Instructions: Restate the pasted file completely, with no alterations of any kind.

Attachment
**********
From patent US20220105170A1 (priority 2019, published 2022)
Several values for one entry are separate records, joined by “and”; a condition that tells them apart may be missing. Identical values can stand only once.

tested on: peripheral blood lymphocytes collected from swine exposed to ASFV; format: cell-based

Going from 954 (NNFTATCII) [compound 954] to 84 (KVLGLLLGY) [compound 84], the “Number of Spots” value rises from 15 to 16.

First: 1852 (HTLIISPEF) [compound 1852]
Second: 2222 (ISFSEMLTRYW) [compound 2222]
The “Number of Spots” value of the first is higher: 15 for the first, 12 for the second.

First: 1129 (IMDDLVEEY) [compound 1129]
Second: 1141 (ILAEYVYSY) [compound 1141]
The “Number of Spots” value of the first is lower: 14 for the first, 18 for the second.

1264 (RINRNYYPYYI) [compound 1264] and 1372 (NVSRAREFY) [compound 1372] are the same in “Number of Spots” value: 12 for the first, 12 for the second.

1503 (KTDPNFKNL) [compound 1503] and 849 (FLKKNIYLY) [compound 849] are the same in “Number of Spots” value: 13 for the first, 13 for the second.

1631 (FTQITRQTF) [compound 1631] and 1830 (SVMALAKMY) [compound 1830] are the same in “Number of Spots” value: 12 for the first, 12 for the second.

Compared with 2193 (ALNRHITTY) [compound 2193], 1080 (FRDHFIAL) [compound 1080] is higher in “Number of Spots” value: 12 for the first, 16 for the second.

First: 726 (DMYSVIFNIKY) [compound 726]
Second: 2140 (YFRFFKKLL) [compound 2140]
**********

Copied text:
From patent US20220105170A1 (priority 2019, published 2022)
Several values for one entry are separate records, joined by “and”; a condition that tells them apart may be missing. Identical values can stand only once.

tested on: peripheral blood lymphocytes collected from swine exposed to ASFV; format: cell-based

Going from 954 (NNFTATCII) [compound 954] to 84 (KVLGLLLGY) [compound 84], the “Number of Spots” value rises from 15 to 16.

First: 1852 (HTLIISPEF) [compound 1852]
Second: 2222 (ISFSEMLTRYW) [compound 2222]
The “Number of Spots” value of the first is higher: 15 for the first, 12 for the second.

First: 1129 (IMDDLVEEY) [compound 1129]
Second: 1141 (ILAEYVYSY) [compound 1141]
The “Number of Spots” value of the first is lower: 14 for the first, 18 for the second.

1264 (RINRNYYPYYI) [compound 1264] and 1372 (NVSRAREFY) [compound 1372] are the same in “Number of Spots” value: 12 for the first, 12 for the second.

1503 (KTDPNFKNL) [compound 1503] and 849 (FLKKNIYLY) [compound 849] are the same in “Number of Spots” value: 13 for the first, 13 for the second.

1631 (FTQITRQTF) [compound 1631] and 1830 (SVMALAKMY) [compound 1830] are the same in “Number of Spots” value: 12 for the first, 12 for the second.

Compared with 2193 (ALNRHITTY) [compound 2193], 1080 (FRDHFIAL) [compound 1080] is higher in “Number of Spots” value: 12 for the first, 16 for the second.

First: 726 (DMYSVIFNIKY) [compound 726]
Second: 2140 (YFRFFKKLL) [compound 2140]